Inheritance tax reductions should be linked to care provided i.e. if the state has to provide the care then why on earth should the 'family' receive an inheritance?

    The problem is that the family want to have their cake and eat it but we can no longer afford to subsidise their responsibilities.

  • rate this

    Comment number 73.

    64, Transition etc
    'Given that...'
    So it's just about envy then.
    Instead of providing for yourself grab what someone else has worked for.
    Just keep whining about how unfair life is instead of doing something.

  • rate this

    Comment number 72.

    While science keeps trying to make people live longer, the problem will only get worse. I can understand the desire to have your relatives around you for longer, but the bigger picture is much more worrying. Diseases are there for a reason.

  • rate this

    Comment number 71.

    Charles himself is is getting older. Maybe he should shoot himself to set a good example.

  • rate this

    Comment number 70.


    Pay pensioners the same rates as Job Seekers Allowance and cancel all their freebies that no-one else gets (e.g. winter fuel allowance).

    It's only fair.
    Why? We've paid for our pensions, unlike the unemployed.

    If you're an example of proud black people I'm not proud of you! Disgusted perhaps. Get off your backside and start supporting your parents.

  • rate this

    Comment number 69.

    Substitute black or homosexual for elderly and some of these comments would be liable for consideration for prosecution. Time to identify the elderly with yellow stars?

  • rate this

    Comment number 68.

    If some of the posts on here are anything to go by. besides an ageing population we should also worry about am intellectually deteriorating population.

  • rate this

    Comment number 67.

    Raising the pension age and making people work longer to save on paying pensions denies younger people the chance of employment and a rung on the ladder. Where is the long-term saving? Plenty of kids with no job, no training, no cash and no future.

  • rate this

    Comment number 66.

    Future generations will have shorter life-spans than the current one, due to increasing rate of obesity/diabetes and associated morbidities, lower income (which correlates with lifespan), increasing rates of depression and eventually the NHS will collapse. I don't think we have too much to worry about.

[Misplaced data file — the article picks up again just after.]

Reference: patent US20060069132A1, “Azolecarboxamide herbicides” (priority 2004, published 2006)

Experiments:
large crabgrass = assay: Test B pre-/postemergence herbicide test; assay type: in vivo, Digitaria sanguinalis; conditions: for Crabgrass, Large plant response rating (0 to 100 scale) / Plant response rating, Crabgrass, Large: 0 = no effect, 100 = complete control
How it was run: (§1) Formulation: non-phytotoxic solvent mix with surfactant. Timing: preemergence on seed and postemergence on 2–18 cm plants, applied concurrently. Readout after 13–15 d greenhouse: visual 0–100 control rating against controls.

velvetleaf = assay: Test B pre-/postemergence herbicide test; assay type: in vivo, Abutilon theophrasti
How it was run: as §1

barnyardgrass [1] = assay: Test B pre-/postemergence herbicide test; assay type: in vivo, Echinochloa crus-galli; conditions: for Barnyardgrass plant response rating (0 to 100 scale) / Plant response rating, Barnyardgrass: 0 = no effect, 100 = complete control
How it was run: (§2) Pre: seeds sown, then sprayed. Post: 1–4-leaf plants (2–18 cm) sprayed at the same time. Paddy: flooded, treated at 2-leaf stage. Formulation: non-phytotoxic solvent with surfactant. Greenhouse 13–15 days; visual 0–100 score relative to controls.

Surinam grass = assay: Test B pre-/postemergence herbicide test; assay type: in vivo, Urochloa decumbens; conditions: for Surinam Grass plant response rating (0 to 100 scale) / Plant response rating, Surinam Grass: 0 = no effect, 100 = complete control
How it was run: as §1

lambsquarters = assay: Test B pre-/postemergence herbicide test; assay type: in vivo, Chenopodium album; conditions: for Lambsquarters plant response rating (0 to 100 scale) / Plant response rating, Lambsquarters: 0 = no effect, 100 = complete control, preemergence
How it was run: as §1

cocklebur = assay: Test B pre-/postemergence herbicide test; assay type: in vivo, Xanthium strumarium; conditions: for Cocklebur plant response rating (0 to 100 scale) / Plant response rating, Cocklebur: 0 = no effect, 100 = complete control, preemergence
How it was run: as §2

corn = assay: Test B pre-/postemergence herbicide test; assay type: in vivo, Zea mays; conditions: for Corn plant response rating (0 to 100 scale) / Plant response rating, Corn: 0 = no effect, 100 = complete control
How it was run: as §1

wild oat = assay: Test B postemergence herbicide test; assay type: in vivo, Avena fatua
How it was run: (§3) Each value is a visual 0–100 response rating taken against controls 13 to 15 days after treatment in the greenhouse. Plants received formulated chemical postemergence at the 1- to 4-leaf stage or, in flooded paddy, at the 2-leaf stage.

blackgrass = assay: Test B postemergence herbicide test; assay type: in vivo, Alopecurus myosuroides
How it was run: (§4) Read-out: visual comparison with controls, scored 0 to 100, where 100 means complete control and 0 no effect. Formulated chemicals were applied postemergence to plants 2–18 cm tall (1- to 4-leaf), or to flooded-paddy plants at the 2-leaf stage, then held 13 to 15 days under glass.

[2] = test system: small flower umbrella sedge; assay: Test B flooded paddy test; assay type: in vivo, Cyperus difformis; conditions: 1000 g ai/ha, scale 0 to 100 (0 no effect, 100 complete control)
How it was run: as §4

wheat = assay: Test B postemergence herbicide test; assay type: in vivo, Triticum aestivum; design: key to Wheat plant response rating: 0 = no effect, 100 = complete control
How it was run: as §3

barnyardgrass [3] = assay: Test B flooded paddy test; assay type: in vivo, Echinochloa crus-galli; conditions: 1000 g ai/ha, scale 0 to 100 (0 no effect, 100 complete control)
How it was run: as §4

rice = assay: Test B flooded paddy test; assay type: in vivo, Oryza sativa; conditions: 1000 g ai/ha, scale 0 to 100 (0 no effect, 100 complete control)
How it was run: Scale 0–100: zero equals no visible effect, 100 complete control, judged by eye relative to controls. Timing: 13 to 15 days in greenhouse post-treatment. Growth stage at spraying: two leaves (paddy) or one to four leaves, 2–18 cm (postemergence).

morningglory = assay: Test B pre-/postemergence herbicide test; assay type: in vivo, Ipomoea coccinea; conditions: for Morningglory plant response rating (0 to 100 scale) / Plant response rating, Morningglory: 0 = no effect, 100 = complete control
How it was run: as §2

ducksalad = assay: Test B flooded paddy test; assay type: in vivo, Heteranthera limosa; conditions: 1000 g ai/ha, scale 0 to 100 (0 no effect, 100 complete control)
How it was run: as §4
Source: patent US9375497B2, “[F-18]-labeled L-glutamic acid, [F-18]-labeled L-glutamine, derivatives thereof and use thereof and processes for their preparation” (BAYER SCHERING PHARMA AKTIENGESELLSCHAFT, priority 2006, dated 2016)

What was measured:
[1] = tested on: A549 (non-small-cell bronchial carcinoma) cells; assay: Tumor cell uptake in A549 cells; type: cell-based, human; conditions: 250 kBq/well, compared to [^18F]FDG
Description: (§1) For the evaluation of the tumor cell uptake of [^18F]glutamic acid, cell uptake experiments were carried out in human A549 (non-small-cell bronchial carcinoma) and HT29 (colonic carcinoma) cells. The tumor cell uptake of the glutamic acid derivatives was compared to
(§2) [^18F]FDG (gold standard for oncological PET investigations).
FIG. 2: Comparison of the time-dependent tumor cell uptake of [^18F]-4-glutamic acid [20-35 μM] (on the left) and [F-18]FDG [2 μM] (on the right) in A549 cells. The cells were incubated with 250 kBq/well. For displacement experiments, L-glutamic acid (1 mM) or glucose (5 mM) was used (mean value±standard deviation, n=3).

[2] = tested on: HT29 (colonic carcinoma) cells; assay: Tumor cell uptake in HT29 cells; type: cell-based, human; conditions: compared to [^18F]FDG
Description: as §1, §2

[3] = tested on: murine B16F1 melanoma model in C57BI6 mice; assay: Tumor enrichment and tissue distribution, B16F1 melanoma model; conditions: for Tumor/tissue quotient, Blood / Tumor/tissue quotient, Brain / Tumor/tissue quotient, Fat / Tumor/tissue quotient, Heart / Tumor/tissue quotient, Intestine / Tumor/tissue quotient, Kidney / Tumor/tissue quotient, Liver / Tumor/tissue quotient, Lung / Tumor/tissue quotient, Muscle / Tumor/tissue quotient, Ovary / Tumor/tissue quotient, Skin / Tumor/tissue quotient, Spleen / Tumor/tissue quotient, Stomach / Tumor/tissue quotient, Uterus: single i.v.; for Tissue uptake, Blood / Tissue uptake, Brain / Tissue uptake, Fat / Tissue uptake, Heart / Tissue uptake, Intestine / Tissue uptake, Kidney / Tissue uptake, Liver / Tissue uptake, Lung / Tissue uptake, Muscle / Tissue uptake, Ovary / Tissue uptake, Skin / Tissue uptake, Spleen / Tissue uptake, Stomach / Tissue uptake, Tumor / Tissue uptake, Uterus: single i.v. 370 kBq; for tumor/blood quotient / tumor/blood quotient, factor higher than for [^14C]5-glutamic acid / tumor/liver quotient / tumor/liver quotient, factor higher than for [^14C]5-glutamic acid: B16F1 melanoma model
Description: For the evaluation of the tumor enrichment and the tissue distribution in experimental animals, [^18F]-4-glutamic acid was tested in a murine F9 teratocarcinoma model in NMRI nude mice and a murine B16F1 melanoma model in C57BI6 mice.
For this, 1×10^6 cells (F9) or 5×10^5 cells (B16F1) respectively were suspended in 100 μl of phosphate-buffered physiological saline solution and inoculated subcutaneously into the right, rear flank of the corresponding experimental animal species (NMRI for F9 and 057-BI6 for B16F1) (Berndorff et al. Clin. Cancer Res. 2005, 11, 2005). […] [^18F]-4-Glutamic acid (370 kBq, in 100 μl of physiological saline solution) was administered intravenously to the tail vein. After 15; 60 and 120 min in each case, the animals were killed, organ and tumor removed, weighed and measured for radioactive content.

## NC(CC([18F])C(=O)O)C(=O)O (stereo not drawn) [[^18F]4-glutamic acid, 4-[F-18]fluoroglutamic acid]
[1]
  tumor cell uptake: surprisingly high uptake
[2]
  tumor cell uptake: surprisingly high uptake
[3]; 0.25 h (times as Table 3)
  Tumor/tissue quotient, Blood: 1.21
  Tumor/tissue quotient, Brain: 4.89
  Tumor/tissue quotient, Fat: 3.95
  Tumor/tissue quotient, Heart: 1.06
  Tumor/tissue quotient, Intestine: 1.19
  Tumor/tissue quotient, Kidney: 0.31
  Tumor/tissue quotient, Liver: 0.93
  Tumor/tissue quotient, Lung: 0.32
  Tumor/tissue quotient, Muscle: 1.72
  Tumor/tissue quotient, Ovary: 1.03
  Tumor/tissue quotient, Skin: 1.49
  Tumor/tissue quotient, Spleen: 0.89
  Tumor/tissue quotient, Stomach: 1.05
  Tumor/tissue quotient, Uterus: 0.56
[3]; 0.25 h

• rate this

    Comment number 65.

    I was under the impression I had contributed all my working life since the age of 15 even paying the rip off graduated pension toward my pension plus a private pension. Any way I believe IDS has a solution, a private company called Soylent Green, a lovely send off to be recycled and used as fuel and sold back to us by another private company a standing charge for services paid for by the family

  • rate this

    Comment number 64.

    This thing about current pensioners having paid "all their lives into the system" gets my goat.

    What they paid, in real terms, is far less than we're paying now, due to the obvious post war demographic changes.

    Given that pensioners are statistically the richest demographic group, maybe it's time for richer pensioners, who have benefitted enormously, to pay back a little more to society.

  • rate this

    Comment number 63.

    What is really wanted is an education programme that starts in childhood so that young people can understand their body and its functions and can learn how to care for it. Only by caring for it when one is young can there be a sustainable possibility of it continuing to function healthily in old age.

  • rate this

    Comment number 62.

    49, Transition etc. 'They enjoyed...'
    Oh dear, not to mention being born with no nhs and routinely suffering what were then common diseases as children.
    Starting work at 14, or 16 at latest, and working 7.30 to 530 daily.
    No central heating or tv, gas lights.....
    All to provide you today with all the things that you now take for granted and regard as essentials to perpetual adolescence.

  • rate this

    Comment number 61.

    What is also vital is that governments not just here but globally understand the unsustainability of increasing populations combined with diminishing resources.

    Quality of life for all will only degrade if this is not understood.

    Responsible governments would bring this to the attention of their respective electorates.

  • rate this

    Comment number 60.

    @56. Engineer

    Rub it in why don't you? Several members of my family will have to work until they literally drop. They put a lot of money into pensions and savings, but the government saw fit to help themselves to it - leaving them with a pittance and forcing them to work well into old age.